The WIREC 2008 conference is the largest and most important renewable energy conference in the history of the U.S. The conference is a unique chance for the world community to discuss the opportunities and challenges of a major, rapid, global scale-up of renewable energy and advance the goals of energy security, climate change mitigation, and sustainable development. The Washington International Renewable Energy Conference consists of three co-located events: WIREC 2008 Ministerial-Level Meeting, Business Conference & Trade Show at WIREC 2008, and WIREC 2008 Official Side Events.
Soil Remineralization Forum (UK)
The use of mineral fines (aka rockdust) has been advocated for organic food crop production, principally as a means of re-establishing soil fertility. Proposed long term use of land for energy crop production requires an even greater commitment to sustainable use of soils because the motivation for agricultural rotations may be even less as mono-crop techniques will be widely employed. This paper outlines the benefits of using mineral fines and results of recent field trials in Scotland. The potential to develop blends of mineral fines with compost and anaerobic digestates is outlined. These key inputs come both from agri-business and from commercial waste recycling sectors. The need for concerted action to integrate the agri-business and supply industries with the bio-energy sector is discussed. A programme for a transnational working group is proposed.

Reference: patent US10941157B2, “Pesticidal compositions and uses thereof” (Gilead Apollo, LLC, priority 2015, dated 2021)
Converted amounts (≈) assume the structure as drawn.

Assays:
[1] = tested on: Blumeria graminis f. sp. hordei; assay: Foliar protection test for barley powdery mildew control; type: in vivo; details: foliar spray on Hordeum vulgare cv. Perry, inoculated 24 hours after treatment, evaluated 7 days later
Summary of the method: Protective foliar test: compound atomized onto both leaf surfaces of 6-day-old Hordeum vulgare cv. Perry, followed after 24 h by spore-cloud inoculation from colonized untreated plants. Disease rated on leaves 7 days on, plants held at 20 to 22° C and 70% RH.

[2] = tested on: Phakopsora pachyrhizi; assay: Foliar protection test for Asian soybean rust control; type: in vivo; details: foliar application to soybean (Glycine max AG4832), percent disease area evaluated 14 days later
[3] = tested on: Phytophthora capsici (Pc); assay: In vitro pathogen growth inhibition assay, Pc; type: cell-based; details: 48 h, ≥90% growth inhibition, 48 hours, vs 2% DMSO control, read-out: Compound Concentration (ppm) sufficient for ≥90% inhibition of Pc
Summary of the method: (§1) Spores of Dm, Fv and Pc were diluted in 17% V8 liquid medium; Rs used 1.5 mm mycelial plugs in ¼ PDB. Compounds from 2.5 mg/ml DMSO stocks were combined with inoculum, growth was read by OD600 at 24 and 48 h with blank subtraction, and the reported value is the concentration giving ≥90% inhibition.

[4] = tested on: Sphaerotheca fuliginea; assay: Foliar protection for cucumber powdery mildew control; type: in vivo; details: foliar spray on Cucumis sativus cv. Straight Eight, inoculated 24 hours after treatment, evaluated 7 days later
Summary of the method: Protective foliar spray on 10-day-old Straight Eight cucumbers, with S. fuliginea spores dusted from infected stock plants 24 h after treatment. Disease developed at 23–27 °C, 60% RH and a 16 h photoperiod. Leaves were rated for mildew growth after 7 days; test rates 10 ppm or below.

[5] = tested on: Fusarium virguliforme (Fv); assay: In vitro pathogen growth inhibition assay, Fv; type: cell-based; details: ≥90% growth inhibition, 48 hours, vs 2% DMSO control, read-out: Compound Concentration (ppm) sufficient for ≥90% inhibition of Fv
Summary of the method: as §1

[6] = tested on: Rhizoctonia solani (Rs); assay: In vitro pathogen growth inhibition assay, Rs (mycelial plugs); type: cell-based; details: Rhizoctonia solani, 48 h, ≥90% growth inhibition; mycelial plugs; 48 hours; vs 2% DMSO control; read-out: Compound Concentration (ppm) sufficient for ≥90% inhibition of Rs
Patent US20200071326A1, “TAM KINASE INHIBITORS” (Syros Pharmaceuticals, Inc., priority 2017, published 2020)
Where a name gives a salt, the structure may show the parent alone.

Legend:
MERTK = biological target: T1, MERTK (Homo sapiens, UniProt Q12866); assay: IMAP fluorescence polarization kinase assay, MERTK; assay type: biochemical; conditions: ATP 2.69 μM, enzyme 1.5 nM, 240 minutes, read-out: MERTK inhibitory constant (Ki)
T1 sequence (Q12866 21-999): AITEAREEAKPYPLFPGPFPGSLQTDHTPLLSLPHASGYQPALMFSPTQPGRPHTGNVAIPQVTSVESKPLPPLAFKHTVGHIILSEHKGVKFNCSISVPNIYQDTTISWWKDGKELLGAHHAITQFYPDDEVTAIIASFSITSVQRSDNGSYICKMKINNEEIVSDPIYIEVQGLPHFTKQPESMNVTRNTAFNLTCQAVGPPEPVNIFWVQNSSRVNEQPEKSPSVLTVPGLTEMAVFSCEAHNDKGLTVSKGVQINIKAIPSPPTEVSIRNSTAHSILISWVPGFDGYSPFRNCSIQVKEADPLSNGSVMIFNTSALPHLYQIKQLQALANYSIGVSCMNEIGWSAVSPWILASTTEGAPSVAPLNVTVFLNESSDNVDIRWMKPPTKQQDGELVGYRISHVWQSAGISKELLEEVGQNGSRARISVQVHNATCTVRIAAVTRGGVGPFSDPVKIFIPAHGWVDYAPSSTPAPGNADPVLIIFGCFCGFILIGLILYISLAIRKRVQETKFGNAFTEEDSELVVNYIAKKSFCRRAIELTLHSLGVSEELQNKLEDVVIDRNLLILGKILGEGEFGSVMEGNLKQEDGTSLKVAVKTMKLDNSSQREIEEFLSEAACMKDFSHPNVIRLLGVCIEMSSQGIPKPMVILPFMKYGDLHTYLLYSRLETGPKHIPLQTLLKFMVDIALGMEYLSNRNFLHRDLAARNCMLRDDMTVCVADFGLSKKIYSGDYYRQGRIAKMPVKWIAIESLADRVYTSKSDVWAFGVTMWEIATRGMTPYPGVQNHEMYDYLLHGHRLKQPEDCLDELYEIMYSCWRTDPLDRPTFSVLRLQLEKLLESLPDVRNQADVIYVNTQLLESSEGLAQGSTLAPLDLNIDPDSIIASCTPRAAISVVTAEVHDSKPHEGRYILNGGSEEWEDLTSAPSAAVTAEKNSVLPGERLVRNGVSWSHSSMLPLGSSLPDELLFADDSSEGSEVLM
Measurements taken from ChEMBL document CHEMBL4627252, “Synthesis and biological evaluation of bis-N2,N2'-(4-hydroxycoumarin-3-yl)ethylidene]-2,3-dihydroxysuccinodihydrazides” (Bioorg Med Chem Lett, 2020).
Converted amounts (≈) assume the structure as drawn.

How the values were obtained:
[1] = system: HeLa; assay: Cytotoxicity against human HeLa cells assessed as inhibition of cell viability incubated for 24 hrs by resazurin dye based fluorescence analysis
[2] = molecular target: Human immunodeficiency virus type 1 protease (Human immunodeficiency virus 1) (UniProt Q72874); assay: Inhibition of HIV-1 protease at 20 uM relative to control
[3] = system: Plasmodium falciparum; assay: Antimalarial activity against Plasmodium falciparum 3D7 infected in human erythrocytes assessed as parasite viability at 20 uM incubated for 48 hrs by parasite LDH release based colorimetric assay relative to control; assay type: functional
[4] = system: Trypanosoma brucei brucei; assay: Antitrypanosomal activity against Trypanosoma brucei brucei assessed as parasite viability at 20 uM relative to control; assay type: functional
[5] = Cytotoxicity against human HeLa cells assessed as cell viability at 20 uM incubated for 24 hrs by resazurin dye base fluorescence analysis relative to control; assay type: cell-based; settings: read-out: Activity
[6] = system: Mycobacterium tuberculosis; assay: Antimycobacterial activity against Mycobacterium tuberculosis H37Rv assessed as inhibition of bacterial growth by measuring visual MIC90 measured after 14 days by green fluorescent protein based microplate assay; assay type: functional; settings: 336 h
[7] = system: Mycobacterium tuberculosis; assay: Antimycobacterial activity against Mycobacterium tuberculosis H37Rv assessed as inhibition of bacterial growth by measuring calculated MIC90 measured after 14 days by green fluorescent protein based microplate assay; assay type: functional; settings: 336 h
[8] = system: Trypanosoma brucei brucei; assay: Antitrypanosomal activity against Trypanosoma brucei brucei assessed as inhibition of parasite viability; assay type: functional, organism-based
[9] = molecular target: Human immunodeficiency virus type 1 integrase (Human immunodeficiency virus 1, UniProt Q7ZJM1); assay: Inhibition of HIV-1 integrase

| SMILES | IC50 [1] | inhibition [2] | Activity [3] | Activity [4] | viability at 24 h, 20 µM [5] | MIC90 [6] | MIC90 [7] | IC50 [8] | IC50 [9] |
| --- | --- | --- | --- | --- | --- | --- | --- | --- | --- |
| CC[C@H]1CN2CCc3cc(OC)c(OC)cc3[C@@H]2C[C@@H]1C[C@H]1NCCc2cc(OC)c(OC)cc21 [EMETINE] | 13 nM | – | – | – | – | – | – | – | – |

“We are now rapidly entering a phase where we need to make a strategic change in the way in which agricultural techniques are assessed and the way in which we value our resources. We must no longer view success in farming or energy use as a short term gain in productivity or quality, or unsustainable financial gains through low prices. Rather, we must measure our successes as the long term development of resources. The use of mineral fines and rockdusts to re-establish soil health and productivity over future years is one such technique. Remineralization of soils by applying specific mineral fines which are waste materials form the quarrying industries can reestablish soil health through addition of a range of minerals not normally found in chemical fertilizers. Practitioners claim that the technique can courage soil microbial activity, contribute to carbon-sequestration, preserve or improve soil structure and enhance quality and productivity of crops. Each of these are key factors in the future development of crops both for sustainable energy crop production and the production of food. In strategic terms, production of bioenergy crops will require an increasingly intensive cropping regime for which sustainable soil use will be key and for which failure to implement best practice will result in soil erosion and consequential failure in energy supply. The group advocating use of mineral fine are concerned not just with a single process but with a holistic approach to resource use and to the way in which inputs and outputs are managed by society.”
Dr. Robin Szmidt
At the conference RTE and the Soil Remineralization Forum UK will be initiating and forming a transnational working group for promoting soil remineralization initiatives and projects worldwide.